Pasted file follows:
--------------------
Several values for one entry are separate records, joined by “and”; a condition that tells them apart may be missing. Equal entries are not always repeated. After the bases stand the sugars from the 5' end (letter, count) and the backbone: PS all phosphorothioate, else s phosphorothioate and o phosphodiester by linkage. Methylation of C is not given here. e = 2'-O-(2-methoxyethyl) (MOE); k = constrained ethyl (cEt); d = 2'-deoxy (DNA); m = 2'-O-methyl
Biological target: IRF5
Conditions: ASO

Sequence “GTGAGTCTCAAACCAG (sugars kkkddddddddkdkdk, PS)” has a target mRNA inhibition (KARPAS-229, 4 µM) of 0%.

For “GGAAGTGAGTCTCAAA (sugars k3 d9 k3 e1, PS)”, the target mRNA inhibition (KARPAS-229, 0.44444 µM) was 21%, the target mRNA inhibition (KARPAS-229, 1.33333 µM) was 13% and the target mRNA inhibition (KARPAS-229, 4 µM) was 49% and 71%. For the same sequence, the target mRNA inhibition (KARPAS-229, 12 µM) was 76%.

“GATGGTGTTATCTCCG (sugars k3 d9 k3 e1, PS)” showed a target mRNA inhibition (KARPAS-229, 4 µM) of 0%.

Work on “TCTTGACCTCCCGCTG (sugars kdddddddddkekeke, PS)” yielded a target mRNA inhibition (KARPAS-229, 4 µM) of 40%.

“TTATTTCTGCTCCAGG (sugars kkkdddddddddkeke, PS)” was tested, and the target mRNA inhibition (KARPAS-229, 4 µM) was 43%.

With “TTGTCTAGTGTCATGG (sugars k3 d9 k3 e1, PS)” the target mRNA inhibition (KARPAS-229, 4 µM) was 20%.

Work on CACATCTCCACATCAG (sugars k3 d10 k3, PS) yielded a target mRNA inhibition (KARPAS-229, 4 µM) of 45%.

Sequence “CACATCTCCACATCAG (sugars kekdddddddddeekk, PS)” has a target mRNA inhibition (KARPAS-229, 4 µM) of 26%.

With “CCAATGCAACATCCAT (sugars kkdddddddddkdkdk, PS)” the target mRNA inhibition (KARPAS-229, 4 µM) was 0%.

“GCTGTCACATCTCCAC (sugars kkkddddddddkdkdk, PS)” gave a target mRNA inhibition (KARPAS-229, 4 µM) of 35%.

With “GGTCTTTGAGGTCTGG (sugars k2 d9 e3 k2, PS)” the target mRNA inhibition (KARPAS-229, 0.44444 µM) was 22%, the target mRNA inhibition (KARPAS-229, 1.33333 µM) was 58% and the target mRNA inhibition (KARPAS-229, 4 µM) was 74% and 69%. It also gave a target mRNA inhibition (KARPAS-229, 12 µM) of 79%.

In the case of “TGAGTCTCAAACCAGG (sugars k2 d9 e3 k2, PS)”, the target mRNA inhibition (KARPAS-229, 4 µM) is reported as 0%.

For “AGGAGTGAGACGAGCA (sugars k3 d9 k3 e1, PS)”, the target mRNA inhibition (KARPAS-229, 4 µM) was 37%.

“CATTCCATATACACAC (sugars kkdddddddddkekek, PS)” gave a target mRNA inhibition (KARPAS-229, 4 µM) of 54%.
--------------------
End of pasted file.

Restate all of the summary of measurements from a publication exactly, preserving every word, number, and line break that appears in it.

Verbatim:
Several values for one entry are separate records, joined by “and”; a condition that tells them apart may be missing. Equal entries are not always repeated. After the bases stand the sugars from the 5' end (letter, count) and the backbone: PS all phosphorothioate, else s phosphorothioate and o phosphodiester by linkage. Methylation of C is not given here. e = 2'-O-(2-methoxyethyl) (MOE); k = constrained ethyl (cEt); d = 2'-deoxy (DNA); m = 2'-O-methyl
Biological target: IRF5
Conditions: ASO

Sequence “GTGAGTCTCAAACCAG (sugars kkkddddddddkdkdk, PS)” has a target mRNA inhibition (KARPAS-229, 4 µM) of 0%.

For “GGAAGTGAGTCTCAAA (sugars k3 d9 k3 e1, PS)”, the target mRNA inhibition (KARPAS-229, 0.44444 µM) was 21%, the target mRNA inhibition (KARPAS-229, 1.33333 µM) was 13% and the target mRNA inhibition (KARPAS-229, 4 µM) was 49% and 71%. For the same sequence, the target mRNA inhibition (KARPAS-229, 12 µM) was 76%.

“GATGGTGTTATCTCCG (sugars k3 d9 k3 e1, PS)” showed a target mRNA inhibition (KARPAS-229, 4 µM) of 0%.

Work on “TCTTGACCTCCCGCTG (sugars kdddddddddkekeke, PS)” yielded a target mRNA inhibition (KARPAS-229, 4 µM) of 40%.

“TTATTTCTGCTCCAGG (sugars kkkdddddddddkeke, PS)” was tested, and the target mRNA inhibition (KARPAS-229, 4 µM) was 43%.

With “TTGTCTAGTGTCATGG (sugars k3 d9 k3 e1, PS)” the target mRNA inhibition (KARPAS-229, 4 µM) was 20%.

Work on CACATCTCCACATCAG (sugars k3 d10 k3, PS) yielded a target mRNA inhibition (KARPAS-229, 4 µM) of 45%.

Sequence “CACATCTCCACATCAG (sugars kekdddddddddeekk, PS)” has a target mRNA inhibition (KARPAS-229, 4 µM) of 26%.

With “CCAATGCAACATCCAT (sugars kkdddddddddkdkdk, PS)” the target mRNA inhibition (KARPAS-229, 4 µM) was 0%.

“GCTGTCACATCTCCAC (sugars kkkddddddddkdkdk, PS)” gave a target mRNA inhibition (KARPAS-229, 4 µM) of 35%.

With “GGTCTTTGAGGTCTGG (sugars k2 d9 e3 k2, PS)” the target mRNA inhibition (KARPAS-229, 0.44444 µM) was 22%, the target mRNA inhibition (KARPAS-229, 1.33333 µM) was 58% and the target mRNA inhibition (KARPAS-229, 4 µM) was 74% and 69%. It also gave a target mRNA inhibition (KARPAS-229, 12 µM) of 79%.

In the case of “TGAGTCTCAAACCAGG (sugars k2 d9 e3 k2, PS)”, the target mRNA inhibition (KARPAS-229, 4 µM) is reported as 0%.

For “AGGAGTGAGACGAGCA (sugars k3 d9 k3 e1, PS)”, the target mRNA inhibition (KARPAS-229, 4 µM) was 37%.

“CATTCCATATACACAC (sugars kkdddddddddkekek, PS)” gave a target mRNA inhibition (KARPAS-229, 4 µM) of 54%.